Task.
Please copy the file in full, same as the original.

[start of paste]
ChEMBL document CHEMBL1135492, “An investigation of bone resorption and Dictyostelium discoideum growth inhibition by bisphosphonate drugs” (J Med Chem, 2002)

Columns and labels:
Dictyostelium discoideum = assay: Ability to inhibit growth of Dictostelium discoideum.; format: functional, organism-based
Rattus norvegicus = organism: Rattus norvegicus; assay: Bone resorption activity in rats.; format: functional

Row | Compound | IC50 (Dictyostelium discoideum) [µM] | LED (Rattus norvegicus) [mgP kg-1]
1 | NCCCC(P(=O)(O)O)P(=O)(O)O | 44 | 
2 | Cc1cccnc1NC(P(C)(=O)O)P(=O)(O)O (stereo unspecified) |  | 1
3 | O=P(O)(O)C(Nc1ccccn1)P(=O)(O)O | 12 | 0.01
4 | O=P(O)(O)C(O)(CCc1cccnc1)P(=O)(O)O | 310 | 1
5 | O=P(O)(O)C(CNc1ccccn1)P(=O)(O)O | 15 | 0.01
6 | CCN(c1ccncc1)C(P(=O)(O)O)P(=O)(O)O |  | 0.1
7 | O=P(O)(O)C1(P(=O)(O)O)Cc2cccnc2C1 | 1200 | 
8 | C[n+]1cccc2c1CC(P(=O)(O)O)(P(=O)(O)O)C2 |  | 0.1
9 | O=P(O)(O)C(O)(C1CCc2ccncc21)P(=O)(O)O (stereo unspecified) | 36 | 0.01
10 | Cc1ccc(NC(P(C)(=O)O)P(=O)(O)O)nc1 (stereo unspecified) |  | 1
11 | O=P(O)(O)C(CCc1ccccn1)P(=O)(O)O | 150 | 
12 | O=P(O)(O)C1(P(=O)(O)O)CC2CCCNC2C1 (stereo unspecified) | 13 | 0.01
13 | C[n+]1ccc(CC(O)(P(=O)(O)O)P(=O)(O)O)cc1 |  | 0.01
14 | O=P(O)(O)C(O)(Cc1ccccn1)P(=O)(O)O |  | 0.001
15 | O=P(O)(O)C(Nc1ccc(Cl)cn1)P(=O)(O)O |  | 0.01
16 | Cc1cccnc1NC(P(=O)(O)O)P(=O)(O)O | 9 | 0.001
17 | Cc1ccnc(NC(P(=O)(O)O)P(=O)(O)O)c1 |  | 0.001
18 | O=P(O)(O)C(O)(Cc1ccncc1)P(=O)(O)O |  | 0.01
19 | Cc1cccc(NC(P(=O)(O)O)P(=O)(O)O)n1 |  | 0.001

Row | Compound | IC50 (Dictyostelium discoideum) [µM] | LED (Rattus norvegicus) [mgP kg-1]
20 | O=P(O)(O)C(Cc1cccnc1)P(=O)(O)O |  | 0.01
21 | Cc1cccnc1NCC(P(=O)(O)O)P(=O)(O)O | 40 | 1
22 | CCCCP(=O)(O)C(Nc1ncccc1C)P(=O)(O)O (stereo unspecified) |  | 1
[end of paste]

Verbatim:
ChEMBL document CHEMBL1135492, “An investigation of bone resorption and Dictyostelium discoideum growth inhibition by bisphosphonate drugs” (J Med Chem, 2002)

Columns and labels:
Dictyostelium discoideum = assay: Ability to inhibit growth of Dictostelium discoideum.; format: functional, organism-based
Rattus norvegicus = organism: Rattus norvegicus; assay: Bone resorption activity in rats.; format: functional

Row | Compound | IC50 (Dictyostelium discoideum) [µM] | LED (Rattus norvegicus) [mgP kg-1]
1 | NCCCC(P(=O)(O)O)P(=O)(O)O | 44 | 
2 | Cc1cccnc1NC(P(C)(=O)O)P(=O)(O)O (stereo unspecified) |  | 1
3 | O=P(O)(O)C(Nc1ccccn1)P(=O)(O)O | 12 | 0.01
4 | O=P(O)(O)C(O)(CCc1cccnc1)P(=O)(O)O | 310 | 1
5 | O=P(O)(O)C(CNc1ccccn1)P(=O)(O)O | 15 | 0.01
6 | CCN(c1ccncc1)C(P(=O)(O)O)P(=O)(O)O |  | 0.1
7 | O=P(O)(O)C1(P(=O)(O)O)Cc2cccnc2C1 | 1200 | 
8 | C[n+]1cccc2c1CC(P(=O)(O)O)(P(=O)(O)O)C2 |  | 0.1
9 | O=P(O)(O)C(O)(C1CCc2ccncc21)P(=O)(O)O (stereo unspecified) | 36 | 0.01
10 | Cc1ccc(NC(P(C)(=O)O)P(=O)(O)O)nc1 (stereo unspecified) |  | 1
11 | O=P(O)(O)C(CCc1ccccn1)P(=O)(O)O | 150 | 
12 | O=P(O)(O)C1(P(=O)(O)O)CC2CCCNC2C1 (stereo unspecified) | 13 | 0.01
13 | C[n+]1ccc(CC(O)(P(=O)(O)O)P(=O)(O)O)cc1 |  | 0.01
14 | O=P(O)(O)C(O)(Cc1ccccn1)P(=O)(O)O |  | 0.001
15 | O=P(O)(O)C(Nc1ccc(Cl)cn1)P(=O)(O)O |  | 0.01
16 | Cc1cccnc1NC(P(=O)(O)O)P(=O)(O)O | 9 | 0.001
17 | Cc1ccnc(NC(P(=O)(O)O)P(=O)(O)O)c1 |  | 0.001
18 | O=P(O)(O)C(O)(Cc1ccncc1)P(=O)(O)O |  | 0.01
19 | Cc1cccc(NC(P(=O)(O)O)P(=O)(O)O)n1 |  | 0.001

Row | Compound | IC50 (Dictyostelium discoideum) [µM] | LED (Rattus norvegicus) [mgP kg-1]
20 | O=P(O)(O)C(Cc1cccnc1)P(=O)(O)O |  | 0.01
21 | Cc1cccnc1NCC(P(=O)(O)O)P(=O)(O)O | 40 | 1
22 | CCCCP(=O)(O)C(Nc1ncccc1C)P(=O)(O)O (stereo unspecified) |  | 1